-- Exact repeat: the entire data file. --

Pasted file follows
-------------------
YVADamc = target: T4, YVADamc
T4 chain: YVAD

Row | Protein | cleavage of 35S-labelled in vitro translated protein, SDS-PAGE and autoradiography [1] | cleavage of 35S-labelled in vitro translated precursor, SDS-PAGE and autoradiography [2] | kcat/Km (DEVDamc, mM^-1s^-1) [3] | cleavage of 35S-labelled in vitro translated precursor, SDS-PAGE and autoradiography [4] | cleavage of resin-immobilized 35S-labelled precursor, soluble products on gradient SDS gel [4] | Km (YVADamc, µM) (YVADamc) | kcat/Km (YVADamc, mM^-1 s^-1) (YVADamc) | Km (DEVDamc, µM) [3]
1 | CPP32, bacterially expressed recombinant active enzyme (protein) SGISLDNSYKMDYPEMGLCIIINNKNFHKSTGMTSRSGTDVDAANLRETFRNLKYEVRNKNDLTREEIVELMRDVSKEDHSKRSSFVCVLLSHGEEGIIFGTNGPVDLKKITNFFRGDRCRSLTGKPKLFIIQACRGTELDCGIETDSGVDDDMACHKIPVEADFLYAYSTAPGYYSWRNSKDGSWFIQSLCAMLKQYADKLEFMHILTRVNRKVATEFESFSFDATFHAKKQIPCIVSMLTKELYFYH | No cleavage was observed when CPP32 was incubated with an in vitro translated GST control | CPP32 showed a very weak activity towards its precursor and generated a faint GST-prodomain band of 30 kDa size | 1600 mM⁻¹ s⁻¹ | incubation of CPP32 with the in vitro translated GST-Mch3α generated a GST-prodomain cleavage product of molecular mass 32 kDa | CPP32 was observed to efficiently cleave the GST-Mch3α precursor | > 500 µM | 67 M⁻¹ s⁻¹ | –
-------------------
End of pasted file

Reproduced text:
YVADamc = target: T4, YVADamc
T4 chain: YVAD

Row | Protein | cleavage of 35S-labelled in vitro translated protein, SDS-PAGE and autoradiography [1] | cleavage of 35S-labelled in vitro translated precursor, SDS-PAGE and autoradiography [2] | kcat/Km (DEVDamc, mM^-1s^-1) [3] | cleavage of 35S-labelled in vitro translated precursor, SDS-PAGE and autoradiography [4] | cleavage of resin-immobilized 35S-labelled precursor, soluble products on gradient SDS gel [4] | Km (YVADamc, µM) (YVADamc) | kcat/Km (YVADamc, mM^-1 s^-1) (YVADamc) | Km (DEVDamc, µM) [3]
1 | CPP32, bacterially expressed recombinant active enzyme (protein) SGISLDNSYKMDYPEMGLCIIINNKNFHKSTGMTSRSGTDVDAANLRETFRNLKYEVRNKNDLTREEIVELMRDVSKEDHSKRSSFVCVLLSHGEEGIIFGTNGPVDLKKITNFFRGDRCRSLTGKPKLFIIQACRGTELDCGIETDSGVDDDMACHKIPVEADFLYAYSTAPGYYSWRNSKDGSWFIQSLCAMLKQYADKLEFMHILTRVNRKVATEFESFSFDATFHAKKQIPCIVSMLTKELYFYH | No cleavage was observed when CPP32 was incubated with an in vitro translated GST control | CPP32 showed a very weak activity towards its precursor and generated a faint GST-prodomain band of 30 kDa size | 1600 mM⁻¹ s⁻¹ | incubation of CPP32 with the in vitro translated GST-Mch3α generated a GST-prodomain cleavage product of molecular mass 32 kDa | CPP32 was observed to efficiently cleave the GST-Mch3α precursor | > 500 µM | 67 M⁻¹ s⁻¹ | –